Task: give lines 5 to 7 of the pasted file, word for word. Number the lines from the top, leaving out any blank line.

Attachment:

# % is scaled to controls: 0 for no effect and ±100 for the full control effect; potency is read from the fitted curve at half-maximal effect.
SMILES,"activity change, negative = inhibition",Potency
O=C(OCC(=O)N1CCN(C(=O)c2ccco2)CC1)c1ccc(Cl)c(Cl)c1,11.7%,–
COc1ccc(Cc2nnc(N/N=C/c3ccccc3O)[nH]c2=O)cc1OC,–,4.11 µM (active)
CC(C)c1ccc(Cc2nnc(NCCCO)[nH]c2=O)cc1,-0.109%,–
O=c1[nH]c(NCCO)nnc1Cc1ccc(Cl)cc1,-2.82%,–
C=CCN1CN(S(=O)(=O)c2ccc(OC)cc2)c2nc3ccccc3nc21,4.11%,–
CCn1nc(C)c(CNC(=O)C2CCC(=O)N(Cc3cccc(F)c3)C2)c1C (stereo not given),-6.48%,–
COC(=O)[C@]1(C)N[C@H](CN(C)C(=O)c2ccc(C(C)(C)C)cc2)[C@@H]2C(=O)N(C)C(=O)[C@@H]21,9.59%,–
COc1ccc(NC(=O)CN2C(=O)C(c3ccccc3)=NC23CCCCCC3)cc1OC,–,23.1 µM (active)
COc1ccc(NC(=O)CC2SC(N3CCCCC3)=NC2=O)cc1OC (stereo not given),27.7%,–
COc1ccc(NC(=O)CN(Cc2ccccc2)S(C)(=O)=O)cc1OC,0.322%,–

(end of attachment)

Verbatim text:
CC(C)c1ccc(Cc2nnc(NCCCO)[nH]c2=O)cc1,-0.109%,–
O=c1[nH]c(NCCO)nnc1Cc1ccc(Cl)cc1,-2.82%,–
C=CCN1CN(S(=O)(=O)c2ccc(OC)cc2)c2nc3ccccc3nc21,4.11%,–